Doctors and nurses using smartphones in hospitals raises data risks


Doctors and nurses in the UK are routinely using their own smartphones – including apps and messaging systems – for patient care, according to a new survey of frontline staff.

Published in the online journal BMJ Innovations, the survey found doctors and nurses were most commonly using their smartphones to communicate with colleagues, but many had also sent patient data via their device.

The researchers behind the survey raised concerns that this practice could lead to highly sensitive and confidential data being disclosed - currently a major concern as the NHS moves towards electronic patient records and greater reliance on digital technology.

As the use of smartphones is so engrained in everyone's daily life, the researchers have not suggested that smartphone use by healthcare professionals be banned, but do suggest that data encryption and active strategy to protect digital security are needed in healthcare providers.

More than 6,000 clinical staff at five different hospitals of varying sizes in London were asked to complete a questionnaire about the use of portable devices and mobile health apps in the workplace.

The results are based on the responses of 287 doctors and 564 nurses from different specialities.

Virtually all the doctors (99 per cent) owned a smartphone, and almost three out of four (73.5 per cent) said they owned a tablet device. The equivalent figures for nurses were 95 per cent and just under 65 per cent, respectively.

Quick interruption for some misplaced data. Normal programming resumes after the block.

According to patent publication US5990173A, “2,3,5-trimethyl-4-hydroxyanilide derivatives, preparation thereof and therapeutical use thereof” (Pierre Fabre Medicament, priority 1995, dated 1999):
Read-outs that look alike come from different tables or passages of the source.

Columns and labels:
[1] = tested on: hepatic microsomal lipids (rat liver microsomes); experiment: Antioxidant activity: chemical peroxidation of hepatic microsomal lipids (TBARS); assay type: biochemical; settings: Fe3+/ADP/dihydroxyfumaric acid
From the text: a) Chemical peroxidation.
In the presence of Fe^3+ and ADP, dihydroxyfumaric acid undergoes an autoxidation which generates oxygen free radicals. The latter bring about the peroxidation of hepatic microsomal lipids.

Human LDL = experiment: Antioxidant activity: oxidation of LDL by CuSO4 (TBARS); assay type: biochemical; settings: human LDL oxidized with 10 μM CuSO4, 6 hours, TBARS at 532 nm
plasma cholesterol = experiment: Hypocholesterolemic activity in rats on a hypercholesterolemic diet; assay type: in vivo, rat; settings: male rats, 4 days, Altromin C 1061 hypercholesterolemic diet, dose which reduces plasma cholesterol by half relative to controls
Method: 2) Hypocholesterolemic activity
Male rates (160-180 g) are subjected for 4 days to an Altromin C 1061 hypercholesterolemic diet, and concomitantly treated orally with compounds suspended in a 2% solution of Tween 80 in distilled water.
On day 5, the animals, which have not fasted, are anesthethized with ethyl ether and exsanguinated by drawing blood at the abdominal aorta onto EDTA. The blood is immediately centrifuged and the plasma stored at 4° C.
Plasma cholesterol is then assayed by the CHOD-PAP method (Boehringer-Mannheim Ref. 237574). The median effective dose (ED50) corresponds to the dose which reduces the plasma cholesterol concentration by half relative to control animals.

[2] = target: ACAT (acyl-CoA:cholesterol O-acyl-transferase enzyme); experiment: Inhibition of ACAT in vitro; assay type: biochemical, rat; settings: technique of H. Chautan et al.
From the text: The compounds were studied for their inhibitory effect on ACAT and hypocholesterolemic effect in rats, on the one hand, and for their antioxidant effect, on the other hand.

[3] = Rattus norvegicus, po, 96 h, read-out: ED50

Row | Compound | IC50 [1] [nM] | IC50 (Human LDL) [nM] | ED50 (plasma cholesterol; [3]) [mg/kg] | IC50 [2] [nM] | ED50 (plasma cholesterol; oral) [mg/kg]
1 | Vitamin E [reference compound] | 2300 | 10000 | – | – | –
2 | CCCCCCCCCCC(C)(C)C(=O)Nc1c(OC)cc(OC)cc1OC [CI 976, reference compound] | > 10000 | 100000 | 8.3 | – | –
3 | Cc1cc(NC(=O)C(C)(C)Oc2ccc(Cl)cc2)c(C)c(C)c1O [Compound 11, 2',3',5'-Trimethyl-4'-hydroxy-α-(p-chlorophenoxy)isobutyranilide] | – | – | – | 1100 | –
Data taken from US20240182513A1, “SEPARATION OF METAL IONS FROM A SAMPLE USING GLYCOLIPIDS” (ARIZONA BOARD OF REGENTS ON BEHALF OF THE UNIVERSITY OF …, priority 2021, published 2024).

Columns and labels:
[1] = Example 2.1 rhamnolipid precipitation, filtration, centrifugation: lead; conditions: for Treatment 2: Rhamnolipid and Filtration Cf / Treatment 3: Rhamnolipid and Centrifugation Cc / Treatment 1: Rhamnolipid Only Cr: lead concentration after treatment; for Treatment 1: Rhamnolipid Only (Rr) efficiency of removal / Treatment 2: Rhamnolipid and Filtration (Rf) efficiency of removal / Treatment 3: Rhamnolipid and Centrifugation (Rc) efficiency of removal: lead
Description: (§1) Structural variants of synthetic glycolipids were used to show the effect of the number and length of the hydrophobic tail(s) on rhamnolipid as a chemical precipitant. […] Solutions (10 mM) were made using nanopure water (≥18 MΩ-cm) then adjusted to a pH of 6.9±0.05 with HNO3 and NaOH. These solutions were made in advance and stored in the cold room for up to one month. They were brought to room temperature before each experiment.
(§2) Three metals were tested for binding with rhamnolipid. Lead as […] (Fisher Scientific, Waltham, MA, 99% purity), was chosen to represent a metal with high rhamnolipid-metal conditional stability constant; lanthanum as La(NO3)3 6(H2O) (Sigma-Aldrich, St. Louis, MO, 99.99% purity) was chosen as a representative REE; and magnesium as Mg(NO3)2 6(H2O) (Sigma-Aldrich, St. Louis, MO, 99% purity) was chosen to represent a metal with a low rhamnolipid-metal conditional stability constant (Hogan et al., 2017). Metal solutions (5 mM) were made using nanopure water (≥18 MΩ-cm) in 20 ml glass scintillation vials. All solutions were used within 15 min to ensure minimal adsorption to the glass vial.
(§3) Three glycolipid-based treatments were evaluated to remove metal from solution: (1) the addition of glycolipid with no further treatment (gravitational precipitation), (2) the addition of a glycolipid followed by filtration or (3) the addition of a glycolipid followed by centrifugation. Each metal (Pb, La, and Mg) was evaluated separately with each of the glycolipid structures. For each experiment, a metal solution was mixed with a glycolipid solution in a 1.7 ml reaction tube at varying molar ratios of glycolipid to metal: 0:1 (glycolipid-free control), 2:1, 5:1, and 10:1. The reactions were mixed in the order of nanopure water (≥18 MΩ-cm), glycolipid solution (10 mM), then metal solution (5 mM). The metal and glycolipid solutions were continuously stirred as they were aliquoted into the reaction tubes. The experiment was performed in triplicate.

When asked about the usefulness of smartphones for carrying out clinical duties, more than 92 per cent of doctors and over half (53 per cent) of the nurses stated these were 'very useful' or 'useful'.

Most (94 per cent) of the doctors used their smartphones while at work to communicate with their colleagues, compared with under a third of nurses (28.5 per cent). Half of the doctors used their smartphone instead of a traditional bleep.

Almost eight out of 10 of the doctors (78 per cent) and just over a third of nurses (35 per cent) had downloaded a medical app to their device, with almost 90 per cent of the doctors and two thirds of nurses saying that they used these apps as part of their clinical work.

One in three of the doctors who owned an app used them daily, compared with around one in five (22 per cent) nurses. The apps included drug formularies, medical calculators, and those for disease diagnosis and treatment, reference and education, documentation and drug preparation.

When asked if they had ever sent patient data over their smartphones using SMS (short message script), app-based messaging, such as WhatsApp, and picture messaging using their smartphone camera, many respondents said they had.

Almost two thirds of the doctors had used SMS (65 per cent); a third had used app-based messaging; and almost half (46 per cent) had used their phone's camera and picture messaging to send a photo of a wound or X-ray to a colleague.

The corresponding figures for nurses were much lower – around 14 per cent, 6 per cent and 7.5 per cent, respectively.

Doctors were significantly more likely to send clinical patient data using all these methods. Perhaps of greatest concern was that 27.5 per cent of the doctors believed they still retained clinical information on their smartphones.

A substantial proportion of respondents wanted to be able to use their own devices at work. And many (70 per cent) of the doctors and over a third (37 per cent) of nurses wanted a secure means of sending patient data to colleagues using their own smartphone.

Fully secure messaging services for smartphones are not yet available in the UK, added to which the data are unlikely to be encrypted, say the researchers. They urge NHS organisations to make sure their staff understand the potential risks of sharing patient information via their unsecured smartphones.

"The results provide strong evidence that healthcare organisations need to develop policies to support the safe and secure use of digital technologies in the workplace and that strategies are needed to secure further innovations in digital health," the researchers concluded.

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